Everyday Life and the "Reconstruction" of Soviet Russia During and After the Great Patriotic War, 1943–1948 reminds us of how little we know about the end of the war and the immediate post-war era in the Soviet Union. Jones uses the case of Rostov-on-Don, totally devastated by the vast battles that raged around it, to reveal how people and party responded to the grim task that confronted them after the German forces were expelled. Society and state both strived to rebuild but comprehended the process differently. In the official "reconstruction" mythology, state and party leaders portrayed themselves as a vanguard, whereas local populations, mostly workers, saw them as a privileged elite. The chapters revolve around these conflicting interpretative ideologies, as expressed through official public sources, internal documents, police reports on the population, and interviews and memoirs. What emerges is a portrayal, compelling and persuasive, of the physical realities of rebuilding the infrastructures of modern life and the ways various elements of society perceived the process. Jones' study will help define our approaches to chronicling post-war Soviet life, the most exciting new field in Russian historiography. From the Introduction: The period officially dubbed “reconstruction” has not received due attention in the scholarly literature. The natural tendency is to look at the war years (1941–45) or concentrate on the period from the end of the war to Stalin’s death (1945–53). Yet the period of reconstruction (1943–48) is vitally important in part precisely because it bridges the war and postwar periods. The end of the war in Europe in May 1945 is, of course, highly significant […] However, the end of the war is not the natural breaking point historians often designate it as because many of the issues facing societies in the immediate postwar period were rooted in the prewar and war years. […] The regime’s heroic tale of “reconstruction” ended abruptly (and somewhat arbitrarily) in 1948 [the year of the Soviet blockade of Berlin and the US and British airlift to end it], a year which many scholars in Soviet history have noted as an important turning point [and] relations with the USSR’s wartime allies had turned cold.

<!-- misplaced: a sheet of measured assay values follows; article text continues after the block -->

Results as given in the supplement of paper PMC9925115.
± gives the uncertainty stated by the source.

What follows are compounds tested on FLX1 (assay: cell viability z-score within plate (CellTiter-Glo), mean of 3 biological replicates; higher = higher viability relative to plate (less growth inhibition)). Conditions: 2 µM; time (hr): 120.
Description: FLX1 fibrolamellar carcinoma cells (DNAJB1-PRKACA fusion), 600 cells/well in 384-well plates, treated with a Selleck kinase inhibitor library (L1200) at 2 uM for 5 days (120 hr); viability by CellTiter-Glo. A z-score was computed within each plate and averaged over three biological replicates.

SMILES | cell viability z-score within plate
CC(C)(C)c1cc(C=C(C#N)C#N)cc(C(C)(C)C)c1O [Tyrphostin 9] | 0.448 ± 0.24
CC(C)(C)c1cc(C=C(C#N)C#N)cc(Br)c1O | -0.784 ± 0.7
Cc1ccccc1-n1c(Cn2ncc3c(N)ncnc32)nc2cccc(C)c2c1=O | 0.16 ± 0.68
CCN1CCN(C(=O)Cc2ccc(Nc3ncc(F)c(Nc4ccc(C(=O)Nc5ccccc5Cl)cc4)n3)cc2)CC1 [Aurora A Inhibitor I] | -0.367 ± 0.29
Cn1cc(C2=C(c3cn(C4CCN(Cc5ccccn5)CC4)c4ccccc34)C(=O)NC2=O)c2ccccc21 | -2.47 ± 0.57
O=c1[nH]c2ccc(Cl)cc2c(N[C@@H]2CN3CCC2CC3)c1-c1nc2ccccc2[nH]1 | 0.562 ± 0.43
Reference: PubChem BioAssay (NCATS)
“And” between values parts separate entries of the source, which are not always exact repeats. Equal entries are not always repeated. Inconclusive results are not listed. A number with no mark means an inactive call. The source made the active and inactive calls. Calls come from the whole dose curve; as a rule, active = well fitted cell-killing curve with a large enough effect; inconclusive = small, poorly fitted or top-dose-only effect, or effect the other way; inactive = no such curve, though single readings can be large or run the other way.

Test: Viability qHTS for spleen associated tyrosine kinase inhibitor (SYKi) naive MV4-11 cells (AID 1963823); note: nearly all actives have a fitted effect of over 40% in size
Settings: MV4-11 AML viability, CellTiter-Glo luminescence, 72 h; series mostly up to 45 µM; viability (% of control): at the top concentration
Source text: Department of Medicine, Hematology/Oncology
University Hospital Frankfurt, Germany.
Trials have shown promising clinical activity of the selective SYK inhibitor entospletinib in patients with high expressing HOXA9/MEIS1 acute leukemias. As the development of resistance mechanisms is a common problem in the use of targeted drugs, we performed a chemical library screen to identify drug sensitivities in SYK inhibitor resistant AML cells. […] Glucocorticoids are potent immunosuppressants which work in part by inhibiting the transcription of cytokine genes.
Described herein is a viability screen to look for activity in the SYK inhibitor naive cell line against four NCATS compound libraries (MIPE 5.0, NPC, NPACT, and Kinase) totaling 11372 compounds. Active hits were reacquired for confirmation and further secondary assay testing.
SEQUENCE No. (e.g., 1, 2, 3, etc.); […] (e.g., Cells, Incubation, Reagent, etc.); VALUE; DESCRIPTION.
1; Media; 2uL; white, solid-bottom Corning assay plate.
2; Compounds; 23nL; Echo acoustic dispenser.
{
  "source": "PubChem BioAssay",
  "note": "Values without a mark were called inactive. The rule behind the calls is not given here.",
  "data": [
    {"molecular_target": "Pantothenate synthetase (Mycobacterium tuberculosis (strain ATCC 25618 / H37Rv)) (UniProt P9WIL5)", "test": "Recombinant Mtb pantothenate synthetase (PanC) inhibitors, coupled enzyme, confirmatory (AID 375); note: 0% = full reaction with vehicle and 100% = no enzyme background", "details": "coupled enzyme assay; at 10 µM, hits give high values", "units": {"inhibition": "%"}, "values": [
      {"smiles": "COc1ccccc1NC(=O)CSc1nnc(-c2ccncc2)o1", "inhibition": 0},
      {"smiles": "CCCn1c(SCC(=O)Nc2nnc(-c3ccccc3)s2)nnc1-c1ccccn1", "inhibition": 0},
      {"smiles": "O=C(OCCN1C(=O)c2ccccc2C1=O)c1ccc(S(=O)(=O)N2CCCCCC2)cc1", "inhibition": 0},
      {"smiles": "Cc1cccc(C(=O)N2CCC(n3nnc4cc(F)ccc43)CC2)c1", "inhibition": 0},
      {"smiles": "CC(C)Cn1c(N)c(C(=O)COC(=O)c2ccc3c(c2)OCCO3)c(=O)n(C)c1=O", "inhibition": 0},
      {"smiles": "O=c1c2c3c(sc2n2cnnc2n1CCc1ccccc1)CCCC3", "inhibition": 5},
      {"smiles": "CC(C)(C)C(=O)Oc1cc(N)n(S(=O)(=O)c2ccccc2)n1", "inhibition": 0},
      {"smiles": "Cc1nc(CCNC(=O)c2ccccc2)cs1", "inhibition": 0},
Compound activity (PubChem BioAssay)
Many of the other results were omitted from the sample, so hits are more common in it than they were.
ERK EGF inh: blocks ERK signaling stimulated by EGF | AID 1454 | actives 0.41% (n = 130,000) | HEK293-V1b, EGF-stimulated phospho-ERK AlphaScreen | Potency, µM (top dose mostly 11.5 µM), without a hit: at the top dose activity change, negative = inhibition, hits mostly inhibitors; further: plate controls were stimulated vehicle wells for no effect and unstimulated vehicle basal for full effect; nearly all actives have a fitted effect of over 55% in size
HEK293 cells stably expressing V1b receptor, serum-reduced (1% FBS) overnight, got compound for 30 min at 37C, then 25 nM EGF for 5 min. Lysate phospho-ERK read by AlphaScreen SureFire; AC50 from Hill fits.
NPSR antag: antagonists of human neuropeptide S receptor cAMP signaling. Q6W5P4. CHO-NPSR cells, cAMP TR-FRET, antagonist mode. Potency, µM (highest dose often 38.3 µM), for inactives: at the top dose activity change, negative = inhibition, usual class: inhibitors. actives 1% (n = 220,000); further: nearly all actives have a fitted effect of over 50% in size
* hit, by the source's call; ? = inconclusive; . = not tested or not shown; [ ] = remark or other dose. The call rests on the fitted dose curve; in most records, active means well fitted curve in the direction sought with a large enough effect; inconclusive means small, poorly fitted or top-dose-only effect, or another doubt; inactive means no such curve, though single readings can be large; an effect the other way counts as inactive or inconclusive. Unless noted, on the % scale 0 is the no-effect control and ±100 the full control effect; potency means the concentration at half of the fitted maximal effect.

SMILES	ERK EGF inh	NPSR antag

This book is Volume 3 of the Allan K. Wildman Group Historical Series